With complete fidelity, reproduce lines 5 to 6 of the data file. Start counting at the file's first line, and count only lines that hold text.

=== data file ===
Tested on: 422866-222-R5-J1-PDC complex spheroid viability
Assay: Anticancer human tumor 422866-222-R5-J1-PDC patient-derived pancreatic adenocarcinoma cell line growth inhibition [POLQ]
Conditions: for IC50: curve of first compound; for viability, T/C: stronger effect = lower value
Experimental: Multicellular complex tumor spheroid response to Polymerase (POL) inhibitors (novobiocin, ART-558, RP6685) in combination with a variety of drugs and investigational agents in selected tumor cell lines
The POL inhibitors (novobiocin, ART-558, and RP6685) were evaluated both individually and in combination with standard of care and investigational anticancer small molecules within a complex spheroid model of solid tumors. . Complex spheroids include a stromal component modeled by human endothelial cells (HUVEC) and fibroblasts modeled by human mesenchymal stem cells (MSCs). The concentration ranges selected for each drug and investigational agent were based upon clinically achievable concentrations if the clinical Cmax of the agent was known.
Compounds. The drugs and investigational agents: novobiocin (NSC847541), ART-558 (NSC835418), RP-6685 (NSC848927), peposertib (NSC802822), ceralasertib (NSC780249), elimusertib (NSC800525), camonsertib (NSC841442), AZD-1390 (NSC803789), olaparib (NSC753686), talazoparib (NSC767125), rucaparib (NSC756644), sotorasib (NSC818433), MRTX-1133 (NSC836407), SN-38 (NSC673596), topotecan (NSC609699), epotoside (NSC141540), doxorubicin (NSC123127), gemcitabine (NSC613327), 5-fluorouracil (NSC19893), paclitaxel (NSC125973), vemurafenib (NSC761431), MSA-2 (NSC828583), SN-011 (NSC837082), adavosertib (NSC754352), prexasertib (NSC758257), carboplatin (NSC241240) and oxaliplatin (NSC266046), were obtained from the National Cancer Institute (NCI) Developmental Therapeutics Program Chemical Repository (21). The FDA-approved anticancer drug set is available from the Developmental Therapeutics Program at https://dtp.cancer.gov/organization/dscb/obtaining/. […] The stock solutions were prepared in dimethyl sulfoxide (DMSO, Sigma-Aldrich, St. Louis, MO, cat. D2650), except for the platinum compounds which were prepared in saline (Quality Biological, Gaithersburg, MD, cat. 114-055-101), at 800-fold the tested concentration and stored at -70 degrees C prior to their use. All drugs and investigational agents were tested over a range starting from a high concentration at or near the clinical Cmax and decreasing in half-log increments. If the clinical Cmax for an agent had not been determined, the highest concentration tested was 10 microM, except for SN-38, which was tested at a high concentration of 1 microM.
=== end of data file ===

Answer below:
The POL inhibitors (novobiocin, ART-558, and RP6685) were evaluated both individually and in combination with standard of care and investigational anticancer small molecules within a complex spheroid model of solid tumors. . Complex spheroids include a stromal component modeled by human endothelial cells (HUVEC) and fibroblasts modeled by human mesenchymal stem cells (MSCs). The concentration ranges selected for each drug and investigational agent were based upon clinically achievable concentrations if the clinical Cmax of the agent was known.
Compounds. The drugs and investigational agents: novobiocin (NSC847541), ART-558 (NSC835418), RP-6685 (NSC848927), peposertib (NSC802822), ceralasertib (NSC780249), elimusertib (NSC800525), camonsertib (NSC841442), AZD-1390 (NSC803789), olaparib (NSC753686), talazoparib (NSC767125), rucaparib (NSC756644), sotorasib (NSC818433), MRTX-1133 (NSC836407), SN-38 (NSC673596), topotecan (NSC609699), epotoside (NSC141540), doxorubicin (NSC123127), gemcitabine (NSC613327), 5-fluorouracil (NSC19893), paclitaxel (NSC125973), vemurafenib (NSC761431), MSA-2 (NSC828583), SN-011 (NSC837082), adavosertib (NSC754352), prexasertib (NSC758257), carboplatin (NSC241240) and oxaliplatin (NSC266046), were obtained from the National Cancer Institute (NCI) Developmental Therapeutics Program Chemical Repository (21). The FDA-approved anticancer drug set is available from the Developmental Therapeutics Program at https://dtp.cancer.gov/organization/dscb/obtaining/. […] The stock solutions were prepared in dimethyl sulfoxide (DMSO, Sigma-Aldrich, St. Louis, MO, cat. D2650), except for the platinum compounds which were prepared in saline (Quality Biological, Gaithersburg, MD, cat. 114-055-101), at 800-fold the tested concentration and stored at -70 degrees C prior to their use. All drugs and investigational agents were tested over a range starting from a high concentration at or near the clinical Cmax and decreasing in half-log increments. If the clinical Cmax for an agent had not been determined, the highest concentration tested was 10 microM, except for SN-38, which was tested at a high concentration of 1 microM.